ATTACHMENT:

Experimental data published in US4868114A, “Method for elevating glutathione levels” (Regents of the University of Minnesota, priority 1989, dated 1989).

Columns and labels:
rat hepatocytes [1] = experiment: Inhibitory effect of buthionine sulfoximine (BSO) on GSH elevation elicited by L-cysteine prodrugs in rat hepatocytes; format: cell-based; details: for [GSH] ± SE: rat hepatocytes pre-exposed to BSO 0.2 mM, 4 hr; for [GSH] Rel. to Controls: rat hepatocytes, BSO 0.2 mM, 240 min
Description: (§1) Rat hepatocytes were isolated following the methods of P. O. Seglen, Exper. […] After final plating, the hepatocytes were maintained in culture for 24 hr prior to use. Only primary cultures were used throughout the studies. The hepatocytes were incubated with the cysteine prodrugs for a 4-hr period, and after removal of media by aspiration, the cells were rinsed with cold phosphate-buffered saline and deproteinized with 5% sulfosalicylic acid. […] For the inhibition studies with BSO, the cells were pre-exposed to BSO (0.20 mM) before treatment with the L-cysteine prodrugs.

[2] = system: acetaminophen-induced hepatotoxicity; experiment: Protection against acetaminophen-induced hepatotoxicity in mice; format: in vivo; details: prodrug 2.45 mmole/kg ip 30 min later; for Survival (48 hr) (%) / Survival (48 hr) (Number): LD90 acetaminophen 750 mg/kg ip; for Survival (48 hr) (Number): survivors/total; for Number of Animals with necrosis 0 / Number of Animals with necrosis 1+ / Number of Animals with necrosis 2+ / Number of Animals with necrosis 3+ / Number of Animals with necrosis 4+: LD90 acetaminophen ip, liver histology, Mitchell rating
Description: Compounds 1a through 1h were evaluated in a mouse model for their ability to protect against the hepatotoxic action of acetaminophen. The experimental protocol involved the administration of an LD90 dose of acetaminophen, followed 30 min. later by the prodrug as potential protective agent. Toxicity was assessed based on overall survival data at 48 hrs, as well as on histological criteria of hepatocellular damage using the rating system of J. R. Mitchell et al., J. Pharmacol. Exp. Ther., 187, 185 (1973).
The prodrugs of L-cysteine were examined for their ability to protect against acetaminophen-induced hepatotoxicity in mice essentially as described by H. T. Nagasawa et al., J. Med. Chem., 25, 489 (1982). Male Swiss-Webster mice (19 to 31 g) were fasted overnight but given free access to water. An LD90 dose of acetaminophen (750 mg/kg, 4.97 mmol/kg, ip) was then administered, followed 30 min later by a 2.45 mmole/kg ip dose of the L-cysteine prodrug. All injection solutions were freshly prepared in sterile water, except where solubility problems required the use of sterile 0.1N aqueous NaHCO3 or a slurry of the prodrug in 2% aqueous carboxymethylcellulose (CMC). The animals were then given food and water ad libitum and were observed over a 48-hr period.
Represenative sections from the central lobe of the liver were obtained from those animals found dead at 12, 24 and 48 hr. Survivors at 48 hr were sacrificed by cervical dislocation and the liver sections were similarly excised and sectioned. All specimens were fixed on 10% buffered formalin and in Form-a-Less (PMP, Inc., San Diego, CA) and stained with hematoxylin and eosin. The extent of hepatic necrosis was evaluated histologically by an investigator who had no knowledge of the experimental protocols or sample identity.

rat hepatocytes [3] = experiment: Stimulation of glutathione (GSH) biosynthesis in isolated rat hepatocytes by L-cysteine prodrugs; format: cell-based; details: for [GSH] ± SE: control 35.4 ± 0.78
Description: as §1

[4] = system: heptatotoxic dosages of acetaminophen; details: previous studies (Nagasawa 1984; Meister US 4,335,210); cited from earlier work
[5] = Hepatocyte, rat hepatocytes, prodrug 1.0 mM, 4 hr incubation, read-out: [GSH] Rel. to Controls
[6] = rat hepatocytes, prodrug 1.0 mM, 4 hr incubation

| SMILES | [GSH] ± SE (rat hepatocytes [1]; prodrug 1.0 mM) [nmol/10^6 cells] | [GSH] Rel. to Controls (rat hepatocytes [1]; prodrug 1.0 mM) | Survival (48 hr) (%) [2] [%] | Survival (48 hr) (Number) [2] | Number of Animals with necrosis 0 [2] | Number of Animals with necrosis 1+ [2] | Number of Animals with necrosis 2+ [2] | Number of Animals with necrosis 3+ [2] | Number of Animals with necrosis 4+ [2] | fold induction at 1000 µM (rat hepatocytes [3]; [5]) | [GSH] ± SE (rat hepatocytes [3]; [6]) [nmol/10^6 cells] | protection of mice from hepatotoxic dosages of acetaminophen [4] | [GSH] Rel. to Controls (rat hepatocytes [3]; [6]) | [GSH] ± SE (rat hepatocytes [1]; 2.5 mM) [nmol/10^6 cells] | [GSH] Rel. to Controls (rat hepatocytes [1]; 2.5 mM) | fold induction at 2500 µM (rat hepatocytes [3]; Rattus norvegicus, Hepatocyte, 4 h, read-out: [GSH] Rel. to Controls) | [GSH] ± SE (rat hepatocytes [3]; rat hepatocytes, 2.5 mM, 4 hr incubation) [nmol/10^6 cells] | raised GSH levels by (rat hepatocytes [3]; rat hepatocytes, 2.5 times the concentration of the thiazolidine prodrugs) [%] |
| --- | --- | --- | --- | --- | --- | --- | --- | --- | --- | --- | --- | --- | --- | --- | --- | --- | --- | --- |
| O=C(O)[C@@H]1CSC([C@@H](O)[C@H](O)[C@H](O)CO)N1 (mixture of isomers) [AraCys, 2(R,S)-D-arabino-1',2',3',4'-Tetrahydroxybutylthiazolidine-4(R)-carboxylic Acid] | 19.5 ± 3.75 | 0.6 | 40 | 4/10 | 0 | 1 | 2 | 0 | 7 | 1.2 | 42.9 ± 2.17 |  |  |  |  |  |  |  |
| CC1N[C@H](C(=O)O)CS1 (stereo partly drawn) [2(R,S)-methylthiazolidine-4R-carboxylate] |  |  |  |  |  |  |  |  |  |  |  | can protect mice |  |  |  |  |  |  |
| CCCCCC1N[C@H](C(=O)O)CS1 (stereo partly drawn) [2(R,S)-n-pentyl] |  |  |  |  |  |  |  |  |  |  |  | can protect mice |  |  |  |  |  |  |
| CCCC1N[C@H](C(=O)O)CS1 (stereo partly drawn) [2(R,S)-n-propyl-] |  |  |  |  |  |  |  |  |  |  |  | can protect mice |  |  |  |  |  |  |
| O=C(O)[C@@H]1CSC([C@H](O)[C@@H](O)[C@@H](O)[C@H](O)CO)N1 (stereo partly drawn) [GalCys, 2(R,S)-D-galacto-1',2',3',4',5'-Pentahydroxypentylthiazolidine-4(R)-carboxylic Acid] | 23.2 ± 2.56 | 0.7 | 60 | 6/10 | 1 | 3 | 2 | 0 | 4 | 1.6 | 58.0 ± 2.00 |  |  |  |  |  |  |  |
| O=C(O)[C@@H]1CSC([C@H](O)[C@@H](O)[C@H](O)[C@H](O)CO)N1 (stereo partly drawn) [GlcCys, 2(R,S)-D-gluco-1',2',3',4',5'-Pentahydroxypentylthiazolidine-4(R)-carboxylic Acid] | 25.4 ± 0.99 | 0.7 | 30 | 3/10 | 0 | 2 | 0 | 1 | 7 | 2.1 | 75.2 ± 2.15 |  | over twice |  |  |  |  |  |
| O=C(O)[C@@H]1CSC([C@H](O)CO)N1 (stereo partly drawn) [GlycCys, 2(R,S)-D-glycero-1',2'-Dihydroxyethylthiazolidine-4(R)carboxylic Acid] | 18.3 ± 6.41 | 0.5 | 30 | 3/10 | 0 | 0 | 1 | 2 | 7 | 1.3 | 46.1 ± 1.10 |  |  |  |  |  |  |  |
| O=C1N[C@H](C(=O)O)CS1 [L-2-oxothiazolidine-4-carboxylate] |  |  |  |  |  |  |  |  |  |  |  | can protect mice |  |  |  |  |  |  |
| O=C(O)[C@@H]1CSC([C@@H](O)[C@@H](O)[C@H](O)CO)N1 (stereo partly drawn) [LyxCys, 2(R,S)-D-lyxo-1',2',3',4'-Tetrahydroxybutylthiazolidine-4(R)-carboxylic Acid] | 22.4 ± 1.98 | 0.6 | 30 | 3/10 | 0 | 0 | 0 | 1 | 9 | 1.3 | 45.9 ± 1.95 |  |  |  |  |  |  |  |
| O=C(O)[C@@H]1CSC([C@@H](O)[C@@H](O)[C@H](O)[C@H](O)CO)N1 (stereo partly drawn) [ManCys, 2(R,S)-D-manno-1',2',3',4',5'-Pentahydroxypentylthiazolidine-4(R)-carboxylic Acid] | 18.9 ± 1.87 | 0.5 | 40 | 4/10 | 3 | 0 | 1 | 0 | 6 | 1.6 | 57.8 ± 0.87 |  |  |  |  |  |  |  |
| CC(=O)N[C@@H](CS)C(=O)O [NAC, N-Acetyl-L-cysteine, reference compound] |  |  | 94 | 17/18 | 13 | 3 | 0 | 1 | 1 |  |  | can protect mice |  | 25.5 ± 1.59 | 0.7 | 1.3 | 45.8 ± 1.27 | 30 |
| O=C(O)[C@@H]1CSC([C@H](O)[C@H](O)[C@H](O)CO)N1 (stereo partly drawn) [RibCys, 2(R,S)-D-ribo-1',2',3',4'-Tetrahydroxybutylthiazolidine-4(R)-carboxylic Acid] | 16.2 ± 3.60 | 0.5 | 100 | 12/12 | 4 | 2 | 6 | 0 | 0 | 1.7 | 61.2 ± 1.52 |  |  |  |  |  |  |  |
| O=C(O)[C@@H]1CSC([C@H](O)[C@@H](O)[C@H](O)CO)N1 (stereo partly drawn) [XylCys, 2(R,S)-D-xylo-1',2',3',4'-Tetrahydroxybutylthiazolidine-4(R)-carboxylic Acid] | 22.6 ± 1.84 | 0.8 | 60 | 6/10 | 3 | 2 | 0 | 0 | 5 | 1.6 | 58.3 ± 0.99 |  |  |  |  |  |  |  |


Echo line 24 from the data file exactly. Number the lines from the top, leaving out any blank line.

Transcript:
| O=C(O)[C@@H]1CSC([C@@H](O)[C@@H](O)[C@H](O)CO)N1 (stereo partly drawn) [LyxCys, 2(R,S)-D-lyxo-1',2',3',4'-Tetrahydroxybutylthiazolidine-4(R)-carboxylic Acid] | 22.4 ± 1.98 | 0.6 | 30 | 3/10 | 0 | 0 | 0 | 1 | 9 | 1.3 | 45.9 ± 1.95 |  |  |  |  |  |  |  |